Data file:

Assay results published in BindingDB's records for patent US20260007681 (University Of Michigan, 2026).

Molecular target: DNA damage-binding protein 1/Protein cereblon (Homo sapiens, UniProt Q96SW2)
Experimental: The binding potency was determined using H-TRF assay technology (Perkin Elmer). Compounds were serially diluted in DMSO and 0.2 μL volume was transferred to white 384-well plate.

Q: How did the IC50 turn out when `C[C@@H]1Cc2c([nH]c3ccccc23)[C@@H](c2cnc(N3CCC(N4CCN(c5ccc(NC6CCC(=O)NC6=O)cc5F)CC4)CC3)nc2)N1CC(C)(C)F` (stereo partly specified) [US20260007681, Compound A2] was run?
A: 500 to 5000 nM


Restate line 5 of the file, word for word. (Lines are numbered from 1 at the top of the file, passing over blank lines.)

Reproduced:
A: 500 to 5000 nM